Still, another difficult element is how to navigate potentially opposing views between employee groups and clients. Activism among stakeholder groups is increasing; for example, a law firm might have a group of employees who are passionately advocating for the firm to reduce its carbon footprint while it’s also representing a company in the fossil fuel industry in a transactional matter.

Whatever the specific circumstances, pressure from stakeholders on alignment in values is increasing and unlikely to change direction any time soon. Organizations need to be smart in how they respond, and many organizations are using these best-practice tactics to do so.

Best ways to navigate politicization of ESG issues

Reframe ESG as part of business efficiency — Make the case that ESG boils down to smart business. In many respects, depoliticizing ESG is an expanded SWOT analysis that seeks to widen the lens of enterprise risk and opportunities.

In 2019, the Business Roundtable, an association of chief executive officers (CEOs) of America’s leading companies, re-defined the purpose of a corporation in a public statement signed by 181 CEOs saying that corporate leaders should be committed to operating their companies in a way that benefits all stakeholders, including customers, employees, suppliers, local communities, and shareholders.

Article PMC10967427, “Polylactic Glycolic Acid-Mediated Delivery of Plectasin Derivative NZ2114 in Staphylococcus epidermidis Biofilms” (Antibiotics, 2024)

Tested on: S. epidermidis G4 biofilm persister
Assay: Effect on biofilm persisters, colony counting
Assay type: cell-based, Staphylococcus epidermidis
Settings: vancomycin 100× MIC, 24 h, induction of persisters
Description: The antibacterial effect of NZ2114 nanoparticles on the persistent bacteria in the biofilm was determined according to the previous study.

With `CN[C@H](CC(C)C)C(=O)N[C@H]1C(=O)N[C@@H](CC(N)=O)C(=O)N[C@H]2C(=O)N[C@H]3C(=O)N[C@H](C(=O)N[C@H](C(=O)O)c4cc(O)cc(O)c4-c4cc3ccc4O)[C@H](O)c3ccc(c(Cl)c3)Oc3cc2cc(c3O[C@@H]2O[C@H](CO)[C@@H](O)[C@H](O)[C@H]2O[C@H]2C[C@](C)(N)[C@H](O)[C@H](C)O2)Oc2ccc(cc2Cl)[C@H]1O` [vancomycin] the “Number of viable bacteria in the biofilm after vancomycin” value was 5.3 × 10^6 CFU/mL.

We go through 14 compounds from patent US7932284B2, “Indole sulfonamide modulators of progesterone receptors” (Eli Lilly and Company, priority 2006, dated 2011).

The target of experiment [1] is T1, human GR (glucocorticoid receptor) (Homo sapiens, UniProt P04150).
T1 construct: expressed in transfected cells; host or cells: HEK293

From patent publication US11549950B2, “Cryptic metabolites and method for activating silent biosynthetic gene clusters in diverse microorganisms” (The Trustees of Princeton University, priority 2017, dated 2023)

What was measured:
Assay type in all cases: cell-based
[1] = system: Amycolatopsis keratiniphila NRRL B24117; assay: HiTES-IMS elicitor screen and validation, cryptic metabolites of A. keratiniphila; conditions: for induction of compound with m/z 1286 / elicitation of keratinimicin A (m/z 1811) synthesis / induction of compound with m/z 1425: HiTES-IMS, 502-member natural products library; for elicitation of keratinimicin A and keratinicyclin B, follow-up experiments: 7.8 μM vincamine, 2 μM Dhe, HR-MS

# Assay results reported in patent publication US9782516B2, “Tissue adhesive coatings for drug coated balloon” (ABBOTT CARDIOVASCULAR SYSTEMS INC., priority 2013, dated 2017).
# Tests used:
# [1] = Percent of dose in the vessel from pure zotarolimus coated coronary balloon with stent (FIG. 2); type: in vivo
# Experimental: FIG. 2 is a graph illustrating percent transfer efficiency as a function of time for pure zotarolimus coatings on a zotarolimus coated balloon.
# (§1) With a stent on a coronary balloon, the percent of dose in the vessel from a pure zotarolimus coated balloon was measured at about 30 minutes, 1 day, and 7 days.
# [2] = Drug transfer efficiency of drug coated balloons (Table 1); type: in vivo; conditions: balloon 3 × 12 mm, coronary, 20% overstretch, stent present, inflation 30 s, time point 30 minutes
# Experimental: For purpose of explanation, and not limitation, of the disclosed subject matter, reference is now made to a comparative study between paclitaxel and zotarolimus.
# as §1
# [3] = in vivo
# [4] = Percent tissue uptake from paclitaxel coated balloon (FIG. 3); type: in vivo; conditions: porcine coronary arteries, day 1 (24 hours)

This shift from shareholder value to stakeholder capitalism was important because the statement expanded a corporation’s purpose beyond shareholder primacy, a directive that had been around since the 1970s.

Today, stakeholder capitalism is analogous to ESG in many ways. Indeed, ESG or sustainability might be the name du jour, but essentially, business measures of performance, success, efficiency, and effectiveness across stakeholder groups are well established and pretty consistent whether a company has a formal ESG strategy or not.